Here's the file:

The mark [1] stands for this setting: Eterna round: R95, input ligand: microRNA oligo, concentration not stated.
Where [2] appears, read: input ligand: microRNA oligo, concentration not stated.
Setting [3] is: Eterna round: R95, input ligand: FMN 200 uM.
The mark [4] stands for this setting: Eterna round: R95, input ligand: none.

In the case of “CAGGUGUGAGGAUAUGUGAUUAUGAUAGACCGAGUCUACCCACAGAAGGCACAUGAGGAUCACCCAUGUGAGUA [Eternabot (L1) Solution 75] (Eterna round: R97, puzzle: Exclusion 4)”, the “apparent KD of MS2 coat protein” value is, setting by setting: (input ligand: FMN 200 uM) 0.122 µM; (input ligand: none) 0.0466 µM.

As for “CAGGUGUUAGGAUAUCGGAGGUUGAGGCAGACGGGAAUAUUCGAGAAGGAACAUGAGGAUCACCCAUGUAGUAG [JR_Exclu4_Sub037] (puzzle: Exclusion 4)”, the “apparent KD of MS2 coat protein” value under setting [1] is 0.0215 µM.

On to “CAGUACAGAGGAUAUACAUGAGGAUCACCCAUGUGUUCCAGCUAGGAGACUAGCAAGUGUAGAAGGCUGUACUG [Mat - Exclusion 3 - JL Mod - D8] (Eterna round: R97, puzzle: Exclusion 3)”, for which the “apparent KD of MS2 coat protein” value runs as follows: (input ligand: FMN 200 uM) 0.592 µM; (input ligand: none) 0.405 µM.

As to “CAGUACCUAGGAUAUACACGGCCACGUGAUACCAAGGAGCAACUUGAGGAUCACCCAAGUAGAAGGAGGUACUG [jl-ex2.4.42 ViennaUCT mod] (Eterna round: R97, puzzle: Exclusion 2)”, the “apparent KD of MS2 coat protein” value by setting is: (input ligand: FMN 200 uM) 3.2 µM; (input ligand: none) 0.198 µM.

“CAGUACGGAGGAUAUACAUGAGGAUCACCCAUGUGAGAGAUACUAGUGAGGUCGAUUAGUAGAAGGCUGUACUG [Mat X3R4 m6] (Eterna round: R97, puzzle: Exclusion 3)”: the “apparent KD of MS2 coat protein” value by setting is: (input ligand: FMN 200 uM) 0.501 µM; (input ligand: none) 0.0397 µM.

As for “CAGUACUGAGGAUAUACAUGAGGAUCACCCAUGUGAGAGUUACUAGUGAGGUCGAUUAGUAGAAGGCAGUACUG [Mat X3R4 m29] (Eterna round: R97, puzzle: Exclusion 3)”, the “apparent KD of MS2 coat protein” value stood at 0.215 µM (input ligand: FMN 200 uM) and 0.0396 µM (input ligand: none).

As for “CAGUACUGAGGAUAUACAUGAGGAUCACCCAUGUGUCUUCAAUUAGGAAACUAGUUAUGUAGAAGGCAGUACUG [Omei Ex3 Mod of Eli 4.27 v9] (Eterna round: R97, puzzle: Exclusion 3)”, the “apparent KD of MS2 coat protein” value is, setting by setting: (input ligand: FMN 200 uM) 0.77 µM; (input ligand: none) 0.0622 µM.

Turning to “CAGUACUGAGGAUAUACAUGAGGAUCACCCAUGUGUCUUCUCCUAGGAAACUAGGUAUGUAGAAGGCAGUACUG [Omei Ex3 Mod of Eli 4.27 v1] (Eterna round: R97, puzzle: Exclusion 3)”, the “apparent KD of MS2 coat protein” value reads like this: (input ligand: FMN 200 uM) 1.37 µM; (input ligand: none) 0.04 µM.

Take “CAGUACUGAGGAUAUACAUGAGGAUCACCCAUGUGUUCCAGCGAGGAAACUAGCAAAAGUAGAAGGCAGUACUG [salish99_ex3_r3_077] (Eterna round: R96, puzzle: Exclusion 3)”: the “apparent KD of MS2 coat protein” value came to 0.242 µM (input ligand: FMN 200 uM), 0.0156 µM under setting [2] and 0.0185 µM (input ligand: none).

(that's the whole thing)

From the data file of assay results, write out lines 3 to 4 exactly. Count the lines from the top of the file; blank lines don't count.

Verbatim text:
Setting [3] is: Eterna round: R95, input ligand: FMN 200 uM.
The mark [4] stands for this setting: Eterna round: R95, input ligand: none.